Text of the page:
While Gadzhimet Safaraliyev, a Duma deputy from Daghestan, believes that it was the earlier Daghestani appeal to Putin that made the difference, a variety of other analysts suggested today that Shoygu is the one who made this decision (

            Vladislav Shurygin, a military commentator said that Shoygu decided that “everyone must serve” both because of the constitutional requirement and because “if people themselves want to serve, even more under our conditions when things have not been going so well, then they ought to be welcomed.

            And Leonid Ivashov, a retired lieutenant general and head of the Academy of Geopolitical Problems, said Shoygu felt comfortable making this decision because the cutbacks were the “illegal” work of his predecessor. Moreover, he understands that if young North Caucasians aren’t drafted, they will “go into the mountains where they will be paid and given arms.”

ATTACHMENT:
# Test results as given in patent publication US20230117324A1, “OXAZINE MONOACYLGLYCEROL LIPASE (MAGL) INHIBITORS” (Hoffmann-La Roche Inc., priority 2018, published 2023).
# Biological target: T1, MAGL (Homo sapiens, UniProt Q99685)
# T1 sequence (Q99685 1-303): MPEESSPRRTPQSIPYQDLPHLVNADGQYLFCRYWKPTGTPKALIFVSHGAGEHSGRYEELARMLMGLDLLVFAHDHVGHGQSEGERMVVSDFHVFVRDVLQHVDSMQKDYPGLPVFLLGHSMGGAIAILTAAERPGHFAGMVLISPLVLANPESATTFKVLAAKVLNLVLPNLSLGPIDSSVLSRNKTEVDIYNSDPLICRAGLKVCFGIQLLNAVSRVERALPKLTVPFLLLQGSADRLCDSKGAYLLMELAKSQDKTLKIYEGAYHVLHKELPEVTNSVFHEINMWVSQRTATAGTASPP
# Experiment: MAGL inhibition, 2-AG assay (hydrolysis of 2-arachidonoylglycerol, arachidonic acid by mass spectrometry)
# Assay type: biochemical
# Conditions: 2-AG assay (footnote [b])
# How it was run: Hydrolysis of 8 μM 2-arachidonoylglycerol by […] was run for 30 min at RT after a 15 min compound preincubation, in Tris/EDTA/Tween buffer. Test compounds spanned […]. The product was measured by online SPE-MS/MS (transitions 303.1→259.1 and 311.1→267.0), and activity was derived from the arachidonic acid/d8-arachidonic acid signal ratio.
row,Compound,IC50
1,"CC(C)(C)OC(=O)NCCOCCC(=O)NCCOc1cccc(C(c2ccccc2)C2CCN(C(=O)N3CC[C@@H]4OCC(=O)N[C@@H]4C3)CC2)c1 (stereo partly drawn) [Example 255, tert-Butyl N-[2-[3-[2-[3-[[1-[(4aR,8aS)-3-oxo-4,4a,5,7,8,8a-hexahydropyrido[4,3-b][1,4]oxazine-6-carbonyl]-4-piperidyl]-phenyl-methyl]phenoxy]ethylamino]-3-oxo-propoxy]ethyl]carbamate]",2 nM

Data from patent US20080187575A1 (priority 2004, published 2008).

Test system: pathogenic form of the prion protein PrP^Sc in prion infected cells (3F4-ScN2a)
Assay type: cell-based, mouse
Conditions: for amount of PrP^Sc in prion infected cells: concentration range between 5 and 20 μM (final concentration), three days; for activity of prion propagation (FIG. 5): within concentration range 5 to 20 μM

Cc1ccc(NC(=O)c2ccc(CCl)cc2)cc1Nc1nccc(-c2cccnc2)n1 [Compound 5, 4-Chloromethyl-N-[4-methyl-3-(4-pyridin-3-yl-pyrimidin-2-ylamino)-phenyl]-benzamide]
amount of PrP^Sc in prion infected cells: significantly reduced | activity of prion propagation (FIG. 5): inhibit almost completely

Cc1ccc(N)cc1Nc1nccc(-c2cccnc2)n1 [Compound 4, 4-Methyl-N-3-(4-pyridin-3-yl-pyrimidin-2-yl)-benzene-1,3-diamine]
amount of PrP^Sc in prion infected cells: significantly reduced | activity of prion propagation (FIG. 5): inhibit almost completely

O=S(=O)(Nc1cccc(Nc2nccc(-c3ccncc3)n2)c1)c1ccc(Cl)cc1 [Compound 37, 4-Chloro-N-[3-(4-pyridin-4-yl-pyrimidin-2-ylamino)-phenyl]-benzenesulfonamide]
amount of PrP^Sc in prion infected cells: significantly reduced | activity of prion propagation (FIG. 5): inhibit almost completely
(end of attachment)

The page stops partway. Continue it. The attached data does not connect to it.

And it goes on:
But Shoygu’s decision does not answer two questions about the Daghestanis. On the one hand, it does not indicate whether Moscow will go ahead with earlier plans to form an “experimental” and purely “Daghestani” battalion – what some are calling a restoration of the tsarist “Dikaya diviziya” (

            And on the other, this latest decision does provide an answer as to whether the Daghestanis will become more integrated in Russian society after military service or whether both they and their fellow ethnic Russian recruits will differently about the others after serving together.